2. 8

                You beat me to it. Ill go straight to saying it seems to solve that very problem with proof being its mainstream status having a big community and plenty of job ads for it. Need more LISP initiatives like that.

              3. 8

                I do think that the Lisp world needs to consider a compatibility-breaking Common Lisp 2 at some point.

                i’d love to see that effort put into optimising the racket runtime and adding libraries to it, personally. i think it has real potential to be an “industrial-strength” langage; the design is already excellent.

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                  i’d love to see that effort put into optimising the racket runtime and adding libraries to it

                  Some work is being done right now to integrate the Chez scheme backend with Racket, which would mean some really nice speed improvements for compiled code.

                  1. 3

                    The problem with Racket is that it’s very much a Scheme rather than Lisp, with all the mistakes that come with being a Scheme: Lisp-1, #f, (car '()) being an error. It’s an incredibly impressive body of work, but I wish that effort had been expended on Common Lisp instead.

                    1. 8

                      wait why shouldn’t that be an error though.

                      1. 4

                        wait why shouldn’t that be an error though.

                        Because it makes writing code which walks through lists a bit simpler. It’s useful that (car nil)nil & (cdr nil)nil. This — like having multiple namespaces — is one of the places where Lisp is more pragmatic than Scheme. I find that quality attractive in a programming language meant to be used.

                        I really wish that I could find a good article about this to share with you. I know that I’ve read one in the past, found the arguments convincing and have had the ‘nil should be carable’ bit set in my head since.

                        1. 7

                          It’s useful that (car nil) → nil & (cdr nil) → nil.

                          That sounds horrible, a recipe for “foo is not a property of undefined”-style errors miles away from where the problem actually occurred. Surely your functions should know what kind of data they expect to be operating on, and fail-fast is not.

                          1. 3

                            Yes that is my view too. Though I think for smal projects bargap’s proposal could be good but as the project grows in size the need for errors to happen close to the source of the problem grows.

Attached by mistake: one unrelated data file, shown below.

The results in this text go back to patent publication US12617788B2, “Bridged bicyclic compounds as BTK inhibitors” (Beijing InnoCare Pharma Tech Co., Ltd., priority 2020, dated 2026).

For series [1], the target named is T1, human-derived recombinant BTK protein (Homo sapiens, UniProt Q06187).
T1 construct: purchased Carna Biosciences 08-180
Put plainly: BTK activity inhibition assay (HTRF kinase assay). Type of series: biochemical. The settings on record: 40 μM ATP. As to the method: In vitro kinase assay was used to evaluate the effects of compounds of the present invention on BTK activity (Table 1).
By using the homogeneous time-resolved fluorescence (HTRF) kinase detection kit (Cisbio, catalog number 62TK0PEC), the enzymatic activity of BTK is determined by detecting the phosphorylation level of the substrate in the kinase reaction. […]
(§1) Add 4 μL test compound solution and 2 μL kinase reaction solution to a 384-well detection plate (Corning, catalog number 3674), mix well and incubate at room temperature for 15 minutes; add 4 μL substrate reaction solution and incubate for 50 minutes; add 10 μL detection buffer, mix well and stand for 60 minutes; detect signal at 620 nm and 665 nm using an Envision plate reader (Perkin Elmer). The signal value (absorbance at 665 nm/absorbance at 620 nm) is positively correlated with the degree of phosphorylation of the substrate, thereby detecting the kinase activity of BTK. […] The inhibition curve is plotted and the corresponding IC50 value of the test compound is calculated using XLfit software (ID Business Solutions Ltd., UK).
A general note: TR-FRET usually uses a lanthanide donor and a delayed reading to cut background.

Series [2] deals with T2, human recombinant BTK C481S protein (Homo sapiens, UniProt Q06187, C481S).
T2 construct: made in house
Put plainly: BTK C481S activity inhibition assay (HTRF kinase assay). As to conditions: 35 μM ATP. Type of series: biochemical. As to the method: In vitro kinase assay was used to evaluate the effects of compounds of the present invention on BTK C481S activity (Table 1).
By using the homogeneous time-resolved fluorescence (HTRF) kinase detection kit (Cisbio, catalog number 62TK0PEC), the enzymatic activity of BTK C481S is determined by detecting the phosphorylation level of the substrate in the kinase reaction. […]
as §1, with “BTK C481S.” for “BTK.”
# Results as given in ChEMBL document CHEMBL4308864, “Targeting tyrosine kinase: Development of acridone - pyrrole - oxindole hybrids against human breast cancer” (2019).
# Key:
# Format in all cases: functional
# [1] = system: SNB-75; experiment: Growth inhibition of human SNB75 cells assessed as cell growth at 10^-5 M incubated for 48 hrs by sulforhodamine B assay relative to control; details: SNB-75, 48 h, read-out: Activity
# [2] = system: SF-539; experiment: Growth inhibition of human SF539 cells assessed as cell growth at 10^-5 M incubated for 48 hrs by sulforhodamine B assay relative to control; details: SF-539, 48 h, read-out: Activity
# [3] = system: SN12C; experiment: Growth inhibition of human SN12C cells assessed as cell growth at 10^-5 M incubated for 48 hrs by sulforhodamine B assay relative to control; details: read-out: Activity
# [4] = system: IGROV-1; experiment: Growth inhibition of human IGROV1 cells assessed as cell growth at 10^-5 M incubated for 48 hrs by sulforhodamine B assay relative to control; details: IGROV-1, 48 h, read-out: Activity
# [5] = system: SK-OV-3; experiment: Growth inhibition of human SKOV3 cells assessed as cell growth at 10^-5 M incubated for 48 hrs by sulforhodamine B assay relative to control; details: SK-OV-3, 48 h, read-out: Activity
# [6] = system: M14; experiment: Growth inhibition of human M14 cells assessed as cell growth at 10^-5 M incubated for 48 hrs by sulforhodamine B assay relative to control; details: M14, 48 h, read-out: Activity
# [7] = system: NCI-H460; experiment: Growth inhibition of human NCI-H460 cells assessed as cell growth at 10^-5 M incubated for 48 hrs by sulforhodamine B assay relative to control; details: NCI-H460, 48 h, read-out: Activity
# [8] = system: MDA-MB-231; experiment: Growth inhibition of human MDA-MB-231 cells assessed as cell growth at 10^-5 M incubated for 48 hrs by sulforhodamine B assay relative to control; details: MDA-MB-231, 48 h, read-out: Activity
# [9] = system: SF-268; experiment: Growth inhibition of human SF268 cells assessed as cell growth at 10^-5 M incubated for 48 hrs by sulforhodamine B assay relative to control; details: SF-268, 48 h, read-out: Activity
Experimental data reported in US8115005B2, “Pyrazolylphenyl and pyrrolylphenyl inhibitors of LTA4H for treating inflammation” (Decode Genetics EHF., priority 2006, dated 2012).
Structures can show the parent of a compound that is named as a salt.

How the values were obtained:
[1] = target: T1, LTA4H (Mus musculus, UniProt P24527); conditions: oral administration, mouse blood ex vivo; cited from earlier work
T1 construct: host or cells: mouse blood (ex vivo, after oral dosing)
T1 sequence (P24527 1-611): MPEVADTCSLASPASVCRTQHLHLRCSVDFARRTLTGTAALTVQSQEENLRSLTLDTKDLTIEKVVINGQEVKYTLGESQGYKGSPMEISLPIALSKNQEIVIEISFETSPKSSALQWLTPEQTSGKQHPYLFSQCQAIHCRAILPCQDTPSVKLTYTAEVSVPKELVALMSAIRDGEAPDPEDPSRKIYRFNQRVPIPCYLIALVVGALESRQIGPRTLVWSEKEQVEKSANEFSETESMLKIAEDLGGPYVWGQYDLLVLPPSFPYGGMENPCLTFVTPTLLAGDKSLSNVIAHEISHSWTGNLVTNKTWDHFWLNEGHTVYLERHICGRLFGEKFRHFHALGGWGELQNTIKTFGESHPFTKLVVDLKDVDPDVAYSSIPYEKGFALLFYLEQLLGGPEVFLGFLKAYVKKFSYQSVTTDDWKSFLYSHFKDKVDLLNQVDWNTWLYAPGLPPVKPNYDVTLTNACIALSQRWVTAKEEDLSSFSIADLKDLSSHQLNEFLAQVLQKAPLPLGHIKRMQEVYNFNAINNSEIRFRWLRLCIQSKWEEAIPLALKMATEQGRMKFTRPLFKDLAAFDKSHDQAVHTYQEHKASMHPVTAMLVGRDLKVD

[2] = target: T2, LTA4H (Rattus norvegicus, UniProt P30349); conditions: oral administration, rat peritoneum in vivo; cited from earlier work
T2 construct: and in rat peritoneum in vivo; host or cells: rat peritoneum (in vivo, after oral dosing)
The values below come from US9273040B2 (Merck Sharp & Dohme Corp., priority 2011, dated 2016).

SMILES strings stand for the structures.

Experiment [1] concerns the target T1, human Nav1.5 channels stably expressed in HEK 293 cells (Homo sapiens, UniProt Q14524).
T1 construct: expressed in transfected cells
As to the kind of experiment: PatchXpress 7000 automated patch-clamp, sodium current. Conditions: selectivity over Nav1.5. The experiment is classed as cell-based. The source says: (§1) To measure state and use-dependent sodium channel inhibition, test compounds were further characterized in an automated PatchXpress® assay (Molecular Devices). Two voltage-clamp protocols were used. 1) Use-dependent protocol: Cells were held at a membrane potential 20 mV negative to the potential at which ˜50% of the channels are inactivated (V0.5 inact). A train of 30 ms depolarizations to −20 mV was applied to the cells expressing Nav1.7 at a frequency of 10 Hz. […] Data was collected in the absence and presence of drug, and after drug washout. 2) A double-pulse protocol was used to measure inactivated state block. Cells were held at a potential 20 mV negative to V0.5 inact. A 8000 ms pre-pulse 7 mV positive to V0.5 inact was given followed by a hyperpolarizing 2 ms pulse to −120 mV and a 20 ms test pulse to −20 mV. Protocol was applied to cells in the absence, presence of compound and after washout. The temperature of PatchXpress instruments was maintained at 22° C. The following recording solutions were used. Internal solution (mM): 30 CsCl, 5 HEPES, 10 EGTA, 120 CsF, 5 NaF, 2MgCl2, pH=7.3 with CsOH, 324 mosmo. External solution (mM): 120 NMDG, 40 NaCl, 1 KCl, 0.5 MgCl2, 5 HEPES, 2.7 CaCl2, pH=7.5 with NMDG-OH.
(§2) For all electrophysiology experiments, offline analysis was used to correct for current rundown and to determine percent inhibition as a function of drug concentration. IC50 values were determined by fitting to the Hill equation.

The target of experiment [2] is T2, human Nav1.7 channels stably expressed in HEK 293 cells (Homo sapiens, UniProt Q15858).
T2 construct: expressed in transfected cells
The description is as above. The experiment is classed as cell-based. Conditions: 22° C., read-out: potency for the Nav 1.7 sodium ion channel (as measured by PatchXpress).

1. 1

                              It actually works out very well with the sort of code which is written in Lisp. Typically, Lisp systems depend on it.

                              1. 2

                                I’ve found it to be the single largest source of errors in the lisp systems I work with.

                                1. 1

                                  Are you writing Lisp or Scheme? If you’re finding it to be a huge source of errors in Scheme, then wouldn’t that tend to support the Common Lisp way of doing things?

                                  1. 3

                                    I mostly write Clojure and Emacs Lisp, (since 2008 and 2004 respectively) which use nil in the same way Common Lisp does. I don’t have these problems when I write Racket.

                                    1. 1

                                      I don’t know Clojure, but I’ll agree elisp is a good basis for comparison. All I can say is that my experience with elisp & Common Lisp differs from your own, and that my experience with Scheme has convinced me that I do not want to write a large system in it — nor use a large system written in it.

                            2. 6

                              Leaving nil out of the language is hands-down my favorite thing about Racket. So many of the problems of CL and Clojure just evaporate completely.

                              1. 6

                                Of course Racket has nil. It’s just written '().

                                1. 7

                                  When I say nil here I’m referring to a single value which can mean “emptiness”, “false”, or “not found” depending on the context. Racket has three different values for each of those cases instead of lumping them all into a single value, and that is much less error-prone.

                              2. 2

                                Could you write a car that doesn’t error, Call it care

                        2. 3

                          That reference to Quicklisp made me think about slib

                          I like the idea of having a standard library build only on spec scheme and app’s built with the specific particularities of scheme implementations.

                        1. 1

                          I’m not fully understanding what issue is being described here. Is it that the archive URLs are unreliable, i.e. the “Source code (zip / tar.gz)” URL?